According to www.wikinews.org, Nawang scaled many other Himalayan peaks including Makalu, Nanda Devi and Cho Oyu, and he is credited with discovering several new mountain routes.
Nawang Gombu was part of an elite group of Sherpa mountaineers who pioneered climbs on the Himalayas and made the Sherpa a word of worldwide fame. For his work, Nawang received many awards, including medals from Queen Elizabeth II and the National Geographic Society, and he was invited to the White House by President Kennedy.
"He was not only an outstanding climber, Gombu was a fine person who guided Indian mountaineering to a greater height," said Mohan Singh Kohli, a retired Navy captain and leader of the 1965 Indian expedition to Mount Everest.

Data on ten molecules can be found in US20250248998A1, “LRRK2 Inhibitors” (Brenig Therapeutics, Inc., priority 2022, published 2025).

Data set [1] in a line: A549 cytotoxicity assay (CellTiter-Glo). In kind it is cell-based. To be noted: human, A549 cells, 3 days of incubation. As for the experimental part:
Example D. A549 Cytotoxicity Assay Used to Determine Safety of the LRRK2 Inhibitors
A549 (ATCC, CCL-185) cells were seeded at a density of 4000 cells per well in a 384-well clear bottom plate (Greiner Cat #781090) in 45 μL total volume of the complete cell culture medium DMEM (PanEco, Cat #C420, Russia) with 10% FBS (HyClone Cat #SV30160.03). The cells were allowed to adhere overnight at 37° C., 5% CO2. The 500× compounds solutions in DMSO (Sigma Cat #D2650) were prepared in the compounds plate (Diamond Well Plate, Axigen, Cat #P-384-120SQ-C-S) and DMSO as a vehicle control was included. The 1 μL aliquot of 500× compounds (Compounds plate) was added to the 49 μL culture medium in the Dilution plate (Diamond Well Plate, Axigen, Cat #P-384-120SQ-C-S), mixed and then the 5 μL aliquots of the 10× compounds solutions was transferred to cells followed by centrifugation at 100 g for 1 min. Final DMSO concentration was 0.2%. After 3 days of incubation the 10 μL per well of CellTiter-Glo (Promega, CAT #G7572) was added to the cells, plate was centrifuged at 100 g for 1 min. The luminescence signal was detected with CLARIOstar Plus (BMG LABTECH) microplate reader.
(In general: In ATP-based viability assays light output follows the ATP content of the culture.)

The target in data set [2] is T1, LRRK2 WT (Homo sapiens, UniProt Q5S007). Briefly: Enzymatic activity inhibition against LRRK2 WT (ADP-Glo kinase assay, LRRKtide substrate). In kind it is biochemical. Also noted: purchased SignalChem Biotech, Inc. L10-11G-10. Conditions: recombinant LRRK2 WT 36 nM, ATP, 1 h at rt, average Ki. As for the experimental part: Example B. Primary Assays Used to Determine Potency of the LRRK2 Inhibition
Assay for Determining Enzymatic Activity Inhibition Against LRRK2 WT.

He was also important in the formation of the Himalayan Mountaineering Institute (HMI), along with other Sherpas. The creation of the Institute was supported by Nehru. Gombu served as Director of Field Training there, eventually retiring from HMI after more than forty years of work for the Institute.
He was born in Southern Tibet near Rongbuk Monastery, but later moved with his family to a small village in Nepal near Mount Everest. Born to father Nawang Gyaltzen (a former Tibetan monk) and mother Lhamu Kipa, he was the elder of two siblings. Nawang Gombu He reached the age of 79 years.